Consensual - Did I mention he undressed her when she was belligerently drunk? Tracked her phone to locate her? He also buys her a new car despite her saying no countless times. Now, consent is important for any kind of sexual activity at all. Consent means informed, consent means enthusiastic. Informed, enthusiastic consent. This is crucial in a BDSM setting. Scenes can be extremely intense, especially for the bottom. What is Christian’s form of obtaining consent? Handing Ana a fucking contract highlighting all the things he wants to do her asshole and asking her to sign it. She was a virgin (Don’t even get me fucking started.) who had never before been exposed to BDSM. Entering in that kind of relationship takes a gargantuan amount of trust and knowledge so you know exactly what you’re getting into. Not reading a list of kinks on a piece of paper and signing your rights to say no away. Christian didn’t offer her resources, he didn’t offer her information. He gave her an ultimatum. That is not the sort of consent a responsible Dom/me would seek from their submissive.

Fuck. This. book. It’s written in a shitty way, it’s a terrible example of a BDSM relationship (ask anybody already involved in the lifestyle and watch them go blue in the face just thinking about it), which is already faced with enough prejudice and misunderstand, and it romanticizes and glorifies abuse.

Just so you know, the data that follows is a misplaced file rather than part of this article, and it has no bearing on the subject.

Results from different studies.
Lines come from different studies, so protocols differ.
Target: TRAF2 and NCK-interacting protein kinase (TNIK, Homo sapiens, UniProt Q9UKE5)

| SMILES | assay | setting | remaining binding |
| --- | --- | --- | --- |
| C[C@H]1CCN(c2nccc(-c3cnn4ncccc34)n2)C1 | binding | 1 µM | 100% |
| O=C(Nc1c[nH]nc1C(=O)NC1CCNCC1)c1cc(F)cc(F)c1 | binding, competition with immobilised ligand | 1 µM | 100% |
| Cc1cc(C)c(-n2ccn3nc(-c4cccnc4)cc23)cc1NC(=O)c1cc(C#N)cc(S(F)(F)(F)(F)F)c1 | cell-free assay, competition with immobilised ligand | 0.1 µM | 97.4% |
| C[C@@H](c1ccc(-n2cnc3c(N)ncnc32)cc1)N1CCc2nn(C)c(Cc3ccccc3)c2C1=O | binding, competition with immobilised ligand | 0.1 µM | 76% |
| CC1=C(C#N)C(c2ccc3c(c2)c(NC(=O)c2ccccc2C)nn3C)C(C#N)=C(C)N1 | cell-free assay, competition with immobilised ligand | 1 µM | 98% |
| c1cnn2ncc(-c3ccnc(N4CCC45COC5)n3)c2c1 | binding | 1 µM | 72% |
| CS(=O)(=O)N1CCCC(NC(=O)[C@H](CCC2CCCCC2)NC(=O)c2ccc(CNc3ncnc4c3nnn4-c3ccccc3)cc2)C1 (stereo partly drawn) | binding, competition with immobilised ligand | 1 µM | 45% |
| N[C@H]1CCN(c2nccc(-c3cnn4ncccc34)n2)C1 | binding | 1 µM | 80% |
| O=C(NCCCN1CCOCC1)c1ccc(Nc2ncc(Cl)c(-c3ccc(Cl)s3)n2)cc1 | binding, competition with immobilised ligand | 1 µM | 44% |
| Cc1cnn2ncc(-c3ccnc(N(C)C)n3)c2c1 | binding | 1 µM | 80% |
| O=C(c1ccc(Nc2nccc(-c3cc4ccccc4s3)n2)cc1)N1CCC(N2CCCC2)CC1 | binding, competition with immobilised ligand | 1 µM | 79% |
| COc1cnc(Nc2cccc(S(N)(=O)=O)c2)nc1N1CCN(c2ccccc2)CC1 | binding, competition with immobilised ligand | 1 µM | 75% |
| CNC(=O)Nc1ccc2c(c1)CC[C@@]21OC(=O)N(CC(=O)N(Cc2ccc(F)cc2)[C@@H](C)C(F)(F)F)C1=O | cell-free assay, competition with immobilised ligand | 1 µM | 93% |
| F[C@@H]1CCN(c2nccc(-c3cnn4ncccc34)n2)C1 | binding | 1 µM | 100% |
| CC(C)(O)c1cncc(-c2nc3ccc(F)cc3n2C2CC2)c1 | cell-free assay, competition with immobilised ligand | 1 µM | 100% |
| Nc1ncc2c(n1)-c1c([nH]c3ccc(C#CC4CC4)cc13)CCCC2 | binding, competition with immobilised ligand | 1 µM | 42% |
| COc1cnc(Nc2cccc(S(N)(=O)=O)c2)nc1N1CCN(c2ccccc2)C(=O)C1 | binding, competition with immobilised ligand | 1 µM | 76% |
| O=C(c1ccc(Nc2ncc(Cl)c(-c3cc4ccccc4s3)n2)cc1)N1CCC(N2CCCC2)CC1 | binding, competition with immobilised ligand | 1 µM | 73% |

And this post is going into my bookmarks, because it is beautiful.

What scares me most is the fact that people, misinformed and ignorant people, will now try to enter the community/find play partners with the dangerous ideas of what BDSM is. They won’t respect a sub, they won’t listen.

And that can seriously hurt people. People can DIE.

All of this. Anyone who is thinking about experimenting with a BDSM relationship PLEASE do not use this book as a guide. It can be VERY dangerous if not done correctly and safely. Communication is a HUGE FUCKING PART of a BDSM sexual relationship and it is simply not catered to in this book. There are tons of fanfiction authors on here and on AO3 who do BDSM justice. They write about safe words, aftercare, consent, all of it. Go find some of those instead of using this as a guide. 

Yesterday a fifteen year old follower of mine said “christian grey is everything I want in a man reading fifty shades of grey was one of the best decisions I’ve ever made” we need to educate and help people understand how this novel isn’t healthy

Fucking terrifying.

These points right here are why I try to tell friends not to read it. It makes me so angry when it is glorified and praised for being the ideal romance. NO IT ISN’T.